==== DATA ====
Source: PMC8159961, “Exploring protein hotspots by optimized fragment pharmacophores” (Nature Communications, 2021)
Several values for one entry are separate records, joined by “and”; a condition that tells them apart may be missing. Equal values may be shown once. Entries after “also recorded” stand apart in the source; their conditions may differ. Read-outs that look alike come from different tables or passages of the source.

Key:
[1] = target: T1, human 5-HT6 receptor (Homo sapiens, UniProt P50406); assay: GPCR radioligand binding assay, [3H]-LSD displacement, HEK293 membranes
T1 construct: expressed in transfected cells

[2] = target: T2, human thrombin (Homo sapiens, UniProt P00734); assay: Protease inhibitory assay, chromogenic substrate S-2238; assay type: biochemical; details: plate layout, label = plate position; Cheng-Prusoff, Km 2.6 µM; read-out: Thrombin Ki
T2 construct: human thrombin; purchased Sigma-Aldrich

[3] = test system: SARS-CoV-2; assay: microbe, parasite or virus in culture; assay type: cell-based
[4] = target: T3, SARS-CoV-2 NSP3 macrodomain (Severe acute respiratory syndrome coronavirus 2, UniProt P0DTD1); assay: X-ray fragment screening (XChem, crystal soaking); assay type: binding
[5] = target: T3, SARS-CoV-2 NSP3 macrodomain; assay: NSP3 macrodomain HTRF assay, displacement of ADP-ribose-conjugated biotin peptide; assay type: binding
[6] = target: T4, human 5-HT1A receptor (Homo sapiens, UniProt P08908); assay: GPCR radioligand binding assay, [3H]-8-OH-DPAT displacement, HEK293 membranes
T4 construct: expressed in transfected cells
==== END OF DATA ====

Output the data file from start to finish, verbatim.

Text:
Source: PMC8159961, “Exploring protein hotspots by optimized fragment pharmacophores” (Nature Communications, 2021)
Several values for one entry are separate records, joined by “and”; a condition that tells them apart may be missing. Equal values may be shown once. Entries after “also recorded” stand apart in the source; their conditions may differ. Read-outs that look alike come from different tables or passages of the source.

Key:
[1] = target: T1, human 5-HT6 receptor (Homo sapiens, UniProt P50406); assay: GPCR radioligand binding assay, [3H]-LSD displacement, HEK293 membranes
T1 construct: expressed in transfected cells

[2] = target: T2, human thrombin (Homo sapiens, UniProt P00734); assay: Protease inhibitory assay, chromogenic substrate S-2238; assay type: biochemical; details: plate layout, label = plate position; Cheng-Prusoff, Km 2.6 µM; read-out: Thrombin Ki
T2 construct: human thrombin; purchased Sigma-Aldrich

[3] = test system: SARS-CoV-2; assay: microbe, parasite or virus in culture; assay type: cell-based
[4] = target: T3, SARS-CoV-2 NSP3 macrodomain (Severe acute respiratory syndrome coronavirus 2, UniProt P0DTD1); assay: X-ray fragment screening (XChem, crystal soaking); assay type: binding
[5] = target: T3, SARS-CoV-2 NSP3 macrodomain; assay: NSP3 macrodomain HTRF assay, displacement of ADP-ribose-conjugated biotin peptide; assay type: binding
[6] = target: T4, human 5-HT1A receptor (Homo sapiens, UniProt P08908); assay: GPCR radioligand binding assay, [3H]-8-OH-DPAT displacement, HEK293 membranes
T4 construct: expressed in transfected cells